The Road (Review)

To paraphrase the great Tenacious D: “The Road is fuckin’ hard. The Road is fuckin’ tuff!”

Normally I find it hard to recommend that someone watch films that I find legitimately depressing. Why would I suggest that someone go out of their way to make themselves sad?

Normally films that have the greater impact are realistic films, the first scene in Saving Private Ryan, Hotel Rwanda or Schindler’s List, because you know that these events happened and that real people were killed in horrible and ultimately unnecessary ways.

The Road is different, it deals with a possible but by no means likely future, but it handles the material in such a serious manner and with a firm grip on maintaining the appearance of realism that it still has impact.

Far more than I would have thought possible after I realized where it was headed after the first few minutes.

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In this potential future mankind has largely been wiped out yet again. Geez if any of the 37 films that portray potential futures prove correct we are all doomed.

In this case the globe has been largely stripped of any life giving assets, plants, trees and wildlife are virtually extinct, water is tainted and basically food sources have been exhausted.

We meet the two main characters huddled together yet exposed to the elements, they are never named as anything other than Father and Son/Boy, and we learn in flashback why they are Father and Boy, and not Father, Mother and Boy.

Father (Viggo Mortenson) is weathered and worn, both by the environment and the burden of being solely responsible for the survival and wellbeing of the Boy, who I am guessing is 10 or 11.

In this post-apocalyptic world Father has decided to head to the coast to see if things are better there, and as they can ultimately trust no-one they are always on the move and wary of anyone they come across, which doesn’t occur often in any case.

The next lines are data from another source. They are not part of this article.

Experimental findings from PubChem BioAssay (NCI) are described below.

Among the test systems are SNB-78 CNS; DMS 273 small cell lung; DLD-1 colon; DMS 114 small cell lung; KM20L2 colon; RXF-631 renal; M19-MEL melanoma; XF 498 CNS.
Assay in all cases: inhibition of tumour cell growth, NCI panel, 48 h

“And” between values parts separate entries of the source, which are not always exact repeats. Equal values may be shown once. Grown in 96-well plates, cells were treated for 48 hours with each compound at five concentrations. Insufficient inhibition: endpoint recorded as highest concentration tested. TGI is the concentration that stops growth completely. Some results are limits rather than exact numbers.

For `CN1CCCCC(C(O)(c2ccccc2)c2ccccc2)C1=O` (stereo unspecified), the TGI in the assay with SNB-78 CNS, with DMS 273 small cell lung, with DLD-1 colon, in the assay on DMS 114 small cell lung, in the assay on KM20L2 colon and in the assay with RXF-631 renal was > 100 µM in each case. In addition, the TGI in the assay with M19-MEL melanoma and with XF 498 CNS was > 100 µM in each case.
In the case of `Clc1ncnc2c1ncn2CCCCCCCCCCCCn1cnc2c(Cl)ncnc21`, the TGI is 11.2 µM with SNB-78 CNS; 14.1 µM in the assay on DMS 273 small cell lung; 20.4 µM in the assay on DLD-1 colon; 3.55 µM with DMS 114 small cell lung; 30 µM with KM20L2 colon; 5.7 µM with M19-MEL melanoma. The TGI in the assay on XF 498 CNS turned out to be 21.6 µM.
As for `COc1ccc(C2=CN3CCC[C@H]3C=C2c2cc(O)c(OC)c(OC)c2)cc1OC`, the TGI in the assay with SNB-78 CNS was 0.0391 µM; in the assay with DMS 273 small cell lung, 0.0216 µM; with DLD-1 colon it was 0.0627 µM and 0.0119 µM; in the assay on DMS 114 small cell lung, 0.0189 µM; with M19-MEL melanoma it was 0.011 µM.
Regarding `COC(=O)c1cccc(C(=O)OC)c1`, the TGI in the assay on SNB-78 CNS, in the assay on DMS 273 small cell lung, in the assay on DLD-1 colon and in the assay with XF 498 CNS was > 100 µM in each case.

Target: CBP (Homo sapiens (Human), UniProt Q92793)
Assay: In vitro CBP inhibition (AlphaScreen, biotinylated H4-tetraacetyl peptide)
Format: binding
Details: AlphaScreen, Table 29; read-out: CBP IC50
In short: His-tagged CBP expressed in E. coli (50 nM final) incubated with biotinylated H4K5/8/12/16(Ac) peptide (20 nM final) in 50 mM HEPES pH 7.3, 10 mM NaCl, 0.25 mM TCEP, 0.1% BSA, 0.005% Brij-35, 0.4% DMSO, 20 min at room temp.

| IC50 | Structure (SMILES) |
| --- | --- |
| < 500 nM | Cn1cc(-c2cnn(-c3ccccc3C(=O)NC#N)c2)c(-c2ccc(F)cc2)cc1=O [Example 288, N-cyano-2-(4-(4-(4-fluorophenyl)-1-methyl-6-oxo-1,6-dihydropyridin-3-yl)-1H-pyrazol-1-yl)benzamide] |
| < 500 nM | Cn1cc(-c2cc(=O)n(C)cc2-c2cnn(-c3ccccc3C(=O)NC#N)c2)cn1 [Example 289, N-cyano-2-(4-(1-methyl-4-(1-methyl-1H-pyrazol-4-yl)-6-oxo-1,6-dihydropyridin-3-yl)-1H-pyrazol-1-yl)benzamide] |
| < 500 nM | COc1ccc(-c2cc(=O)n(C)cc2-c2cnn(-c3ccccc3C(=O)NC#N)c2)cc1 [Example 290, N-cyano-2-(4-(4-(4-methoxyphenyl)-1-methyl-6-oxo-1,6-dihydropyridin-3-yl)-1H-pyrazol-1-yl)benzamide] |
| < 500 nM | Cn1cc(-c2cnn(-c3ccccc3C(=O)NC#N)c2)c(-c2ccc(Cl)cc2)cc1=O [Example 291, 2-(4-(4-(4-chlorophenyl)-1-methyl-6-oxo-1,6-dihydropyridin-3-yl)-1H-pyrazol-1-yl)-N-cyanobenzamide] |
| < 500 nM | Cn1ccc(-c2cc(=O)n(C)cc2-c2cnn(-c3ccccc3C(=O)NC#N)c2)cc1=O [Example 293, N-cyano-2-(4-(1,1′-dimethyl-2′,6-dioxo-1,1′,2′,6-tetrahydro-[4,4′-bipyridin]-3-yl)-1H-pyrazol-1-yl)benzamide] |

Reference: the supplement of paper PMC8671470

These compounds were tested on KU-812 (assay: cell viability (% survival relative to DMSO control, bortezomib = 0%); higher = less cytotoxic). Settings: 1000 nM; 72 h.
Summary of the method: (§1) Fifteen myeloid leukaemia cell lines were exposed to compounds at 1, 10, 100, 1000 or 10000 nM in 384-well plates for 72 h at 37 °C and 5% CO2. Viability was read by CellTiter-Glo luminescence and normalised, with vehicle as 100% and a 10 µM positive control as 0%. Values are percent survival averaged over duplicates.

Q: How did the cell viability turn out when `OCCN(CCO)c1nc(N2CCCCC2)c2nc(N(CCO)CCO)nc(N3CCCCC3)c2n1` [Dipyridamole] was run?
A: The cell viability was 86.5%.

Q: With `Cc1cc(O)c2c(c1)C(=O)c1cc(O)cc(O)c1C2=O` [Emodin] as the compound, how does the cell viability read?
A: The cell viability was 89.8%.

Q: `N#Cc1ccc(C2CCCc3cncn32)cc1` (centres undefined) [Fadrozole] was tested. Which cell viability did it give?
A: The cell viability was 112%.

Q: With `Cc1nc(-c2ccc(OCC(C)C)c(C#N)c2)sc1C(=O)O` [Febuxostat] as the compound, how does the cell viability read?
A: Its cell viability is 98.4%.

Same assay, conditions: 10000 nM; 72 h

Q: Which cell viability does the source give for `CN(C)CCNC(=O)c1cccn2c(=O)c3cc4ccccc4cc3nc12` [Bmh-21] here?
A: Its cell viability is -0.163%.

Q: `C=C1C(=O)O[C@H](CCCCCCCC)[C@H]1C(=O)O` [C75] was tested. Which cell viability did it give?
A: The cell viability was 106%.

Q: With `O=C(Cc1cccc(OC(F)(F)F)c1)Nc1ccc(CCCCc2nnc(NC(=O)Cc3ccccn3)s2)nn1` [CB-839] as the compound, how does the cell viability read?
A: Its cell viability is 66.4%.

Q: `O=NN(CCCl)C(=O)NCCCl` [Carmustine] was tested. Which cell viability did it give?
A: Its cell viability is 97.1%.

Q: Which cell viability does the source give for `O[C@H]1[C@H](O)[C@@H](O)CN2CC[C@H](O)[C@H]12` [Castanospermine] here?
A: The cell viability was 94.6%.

Father and Boy are “The Good Guys”, meaning that as well as looking after each other they also don’t eat others…

Now might be a good time to mention that when people run out of food and are starving to death, it is perhaps inevitable that they will seek alternatives, and in this potential future it appears that even cockroaches didn’t make it though, so other people are apparently back on the menu.

So being cold, wet, hungry and miserable, cold, wet hungry, miserable and on the menu is another altogether. No wonder they don’t seek the companionship of others.

What set The Road apart from say The Book of Eli or other visions of a bleak future, is that there are no fabulous stunts or creatively gory or spectacular kills here, nor is there a principal threat who stalks Father and Boy through the film. Where possible the duo shy away from all other contact, they run when it is relevant or even if they are unsure and basically they act as you would think you would if you were ever in their tattered shoes.

There is really only one notable scene in the movie that stands out from others, and even that is not played up as being any more than another situation that they must remove themselves from.

At one point in the film Father and Boy find respite and sustenence, they indulge themselves as best they can, with baths and a haircut. But we know this cannot last and it is not too long before they are once again pushing forward to an unknown destiny.

There are bit characters that enter and leave the story with equal pace, there only because that is what would happen in this time. These include an almost unrecognizable Guy Pearce and an equally disheveled and decrepit, thankfully none of these scenes are played to have any more impact or importance than others. As with everything else that occurs along the way these are simply things that happen while they concentrate on surviving.

This is the kind of movie that even when things go well for the pair we know that it will be brief, in such a harsh environment nobody actually wins anyway, there is only temporary respite from unrelenting danger.

It is unfortunately true that sometimes not everything happens for a reason, random events and people transpire to prevent you from reaching your goals, even if they do not plan to. This is the saddest movie I’ve seen in years, it moves inevitably towards an unknown end, but one which seems destined for even more pain and loss.

Final Rating – 7.5 / 10. Has more impact than 99% of other movies that I have seen for a while. Quite a depressing film, but one worth watching. (Warning: If you have a kid you might even squeeze out a tear or two.)

About OGR

While I try to throw a joke or two into proceedings when I can all of the opinions presented in my reviews are genuine. I don't expect that all will agree with my thoughts at all times nor would it be any fun if you did, so don't be shy in telling me where you think I went wrong... and hopefully if you think I got it right for once. Don't be shy, half the fun is in the conversation after the movie.
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